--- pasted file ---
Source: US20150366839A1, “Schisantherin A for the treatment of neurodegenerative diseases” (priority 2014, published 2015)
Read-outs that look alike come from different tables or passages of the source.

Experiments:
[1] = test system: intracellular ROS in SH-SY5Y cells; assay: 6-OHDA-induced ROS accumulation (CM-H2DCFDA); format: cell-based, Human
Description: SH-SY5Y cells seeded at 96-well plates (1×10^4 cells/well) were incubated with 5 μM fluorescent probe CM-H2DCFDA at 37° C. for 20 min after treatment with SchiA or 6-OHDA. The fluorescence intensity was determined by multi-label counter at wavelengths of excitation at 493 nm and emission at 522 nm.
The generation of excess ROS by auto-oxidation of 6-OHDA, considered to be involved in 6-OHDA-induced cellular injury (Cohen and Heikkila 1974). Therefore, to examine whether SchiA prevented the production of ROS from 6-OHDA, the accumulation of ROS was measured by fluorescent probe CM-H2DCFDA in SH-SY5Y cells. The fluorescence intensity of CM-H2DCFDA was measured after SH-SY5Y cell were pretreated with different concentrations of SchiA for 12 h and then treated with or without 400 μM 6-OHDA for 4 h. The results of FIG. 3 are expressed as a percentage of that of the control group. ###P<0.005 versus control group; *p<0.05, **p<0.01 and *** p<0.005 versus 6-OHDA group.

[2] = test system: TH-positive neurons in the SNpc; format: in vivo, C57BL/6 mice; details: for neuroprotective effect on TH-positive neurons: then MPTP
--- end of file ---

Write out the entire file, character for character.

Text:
Source: US20150366839A1, “Schisantherin A for the treatment of neurodegenerative diseases” (priority 2014, published 2015)
Read-outs that look alike come from different tables or passages of the source.

Experiments:
[1] = test system: intracellular ROS in SH-SY5Y cells; assay: 6-OHDA-induced ROS accumulation (CM-H2DCFDA); format: cell-based, Human
Description: SH-SY5Y cells seeded at 96-well plates (1×10^4 cells/well) were incubated with 5 μM fluorescent probe CM-H2DCFDA at 37° C. for 20 min after treatment with SchiA or 6-OHDA. The fluorescence intensity was determined by multi-label counter at wavelengths of excitation at 493 nm and emission at 522 nm.
The generation of excess ROS by auto-oxidation of 6-OHDA, considered to be involved in 6-OHDA-induced cellular injury (Cohen and Heikkila 1974). Therefore, to examine whether SchiA prevented the production of ROS from 6-OHDA, the accumulation of ROS was measured by fluorescent probe CM-H2DCFDA in SH-SY5Y cells. The fluorescence intensity of CM-H2DCFDA was measured after SH-SY5Y cell were pretreated with different concentrations of SchiA for 12 h and then treated with or without 400 μM 6-OHDA for 4 h. The results of FIG. 3 are expressed as a percentage of that of the control group. ###P<0.005 versus control group; *p<0.05, **p<0.01 and *** p<0.005 versus 6-OHDA group.

[2] = test system: TH-positive neurons in the SNpc; format: in vivo, C57BL/6 mice; details: for neuroprotective effect on TH-positive neurons: then MPTP